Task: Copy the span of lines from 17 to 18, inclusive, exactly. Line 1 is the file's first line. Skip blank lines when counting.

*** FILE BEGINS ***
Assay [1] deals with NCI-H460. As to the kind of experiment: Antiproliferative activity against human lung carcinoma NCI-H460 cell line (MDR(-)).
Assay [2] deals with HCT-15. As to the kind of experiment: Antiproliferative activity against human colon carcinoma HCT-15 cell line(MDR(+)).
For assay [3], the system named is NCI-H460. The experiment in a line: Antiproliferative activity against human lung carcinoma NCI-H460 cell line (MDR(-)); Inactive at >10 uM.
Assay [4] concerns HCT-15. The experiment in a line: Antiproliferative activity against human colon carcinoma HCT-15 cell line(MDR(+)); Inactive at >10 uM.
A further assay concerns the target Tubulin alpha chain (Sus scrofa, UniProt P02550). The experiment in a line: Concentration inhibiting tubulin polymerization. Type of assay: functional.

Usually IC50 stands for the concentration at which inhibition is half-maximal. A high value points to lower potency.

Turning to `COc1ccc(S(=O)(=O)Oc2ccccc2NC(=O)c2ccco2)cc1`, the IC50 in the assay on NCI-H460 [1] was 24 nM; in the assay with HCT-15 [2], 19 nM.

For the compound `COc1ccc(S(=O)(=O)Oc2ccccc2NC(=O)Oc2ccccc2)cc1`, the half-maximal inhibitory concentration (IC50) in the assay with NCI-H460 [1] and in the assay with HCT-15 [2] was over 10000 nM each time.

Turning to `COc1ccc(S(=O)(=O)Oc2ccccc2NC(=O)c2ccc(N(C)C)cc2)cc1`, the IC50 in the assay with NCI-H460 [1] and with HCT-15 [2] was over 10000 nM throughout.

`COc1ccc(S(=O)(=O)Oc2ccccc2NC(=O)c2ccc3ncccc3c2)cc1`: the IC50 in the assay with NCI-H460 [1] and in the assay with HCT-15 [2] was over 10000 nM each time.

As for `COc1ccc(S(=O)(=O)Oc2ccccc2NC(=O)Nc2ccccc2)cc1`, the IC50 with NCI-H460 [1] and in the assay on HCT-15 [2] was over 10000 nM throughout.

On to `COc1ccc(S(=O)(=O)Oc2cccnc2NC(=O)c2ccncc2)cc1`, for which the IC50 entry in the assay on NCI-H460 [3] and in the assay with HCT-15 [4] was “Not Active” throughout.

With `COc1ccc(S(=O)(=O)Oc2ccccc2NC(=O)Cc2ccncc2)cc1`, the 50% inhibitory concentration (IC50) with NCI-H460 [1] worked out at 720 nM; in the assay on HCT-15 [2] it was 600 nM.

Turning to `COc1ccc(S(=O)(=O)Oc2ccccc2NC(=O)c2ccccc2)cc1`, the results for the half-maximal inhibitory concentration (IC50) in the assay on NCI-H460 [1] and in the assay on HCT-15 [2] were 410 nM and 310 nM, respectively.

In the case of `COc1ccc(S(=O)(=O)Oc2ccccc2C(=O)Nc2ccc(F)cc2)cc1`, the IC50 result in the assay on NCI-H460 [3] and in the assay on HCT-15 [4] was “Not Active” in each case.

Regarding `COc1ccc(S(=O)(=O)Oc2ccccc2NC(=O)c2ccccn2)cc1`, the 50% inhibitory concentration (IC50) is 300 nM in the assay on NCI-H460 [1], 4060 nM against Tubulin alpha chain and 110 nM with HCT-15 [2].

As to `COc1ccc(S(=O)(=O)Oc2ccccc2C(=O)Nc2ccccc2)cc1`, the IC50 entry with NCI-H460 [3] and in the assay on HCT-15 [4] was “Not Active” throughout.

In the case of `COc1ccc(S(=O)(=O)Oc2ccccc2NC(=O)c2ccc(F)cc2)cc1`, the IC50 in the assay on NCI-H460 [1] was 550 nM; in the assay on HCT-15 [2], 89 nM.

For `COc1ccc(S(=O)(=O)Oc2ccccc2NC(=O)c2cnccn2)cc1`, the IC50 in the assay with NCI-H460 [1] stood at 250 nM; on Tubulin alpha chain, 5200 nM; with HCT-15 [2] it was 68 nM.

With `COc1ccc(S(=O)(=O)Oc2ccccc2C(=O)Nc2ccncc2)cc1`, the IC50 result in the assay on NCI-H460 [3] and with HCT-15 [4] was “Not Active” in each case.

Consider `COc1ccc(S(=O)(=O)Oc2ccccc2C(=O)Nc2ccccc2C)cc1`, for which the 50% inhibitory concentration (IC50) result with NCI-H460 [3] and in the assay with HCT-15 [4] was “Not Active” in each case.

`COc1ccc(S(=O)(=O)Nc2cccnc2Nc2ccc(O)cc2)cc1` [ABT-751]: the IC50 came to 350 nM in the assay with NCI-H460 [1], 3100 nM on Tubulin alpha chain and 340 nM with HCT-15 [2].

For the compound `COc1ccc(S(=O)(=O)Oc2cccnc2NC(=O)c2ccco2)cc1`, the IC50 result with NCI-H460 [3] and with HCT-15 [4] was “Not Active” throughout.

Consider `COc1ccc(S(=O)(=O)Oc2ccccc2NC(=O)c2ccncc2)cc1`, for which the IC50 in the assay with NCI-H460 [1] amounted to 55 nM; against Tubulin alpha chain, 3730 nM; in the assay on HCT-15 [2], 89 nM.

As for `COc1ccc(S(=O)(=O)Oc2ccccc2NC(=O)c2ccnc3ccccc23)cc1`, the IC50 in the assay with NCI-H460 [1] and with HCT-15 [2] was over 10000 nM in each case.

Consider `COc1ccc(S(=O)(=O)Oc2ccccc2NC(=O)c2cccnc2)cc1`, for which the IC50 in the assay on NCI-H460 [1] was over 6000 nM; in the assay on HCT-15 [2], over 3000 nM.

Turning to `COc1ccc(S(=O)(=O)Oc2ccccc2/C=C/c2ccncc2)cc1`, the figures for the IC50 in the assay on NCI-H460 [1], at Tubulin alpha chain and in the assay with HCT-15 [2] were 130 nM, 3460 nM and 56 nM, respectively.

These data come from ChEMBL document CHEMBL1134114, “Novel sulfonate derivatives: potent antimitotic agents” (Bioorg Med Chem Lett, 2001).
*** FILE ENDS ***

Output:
As to `COc1ccc(S(=O)(=O)Oc2ccccc2C(=O)Nc2ccccc2)cc1`, the IC50 entry with NCI-H460 [3] and in the assay on HCT-15 [4] was “Not Active” throughout.

In the case of `COc1ccc(S(=O)(=O)Oc2ccccc2NC(=O)c2ccc(F)cc2)cc1`, the IC50 in the assay on NCI-H460 [1] was 550 nM; in the assay on HCT-15 [2], 89 nM.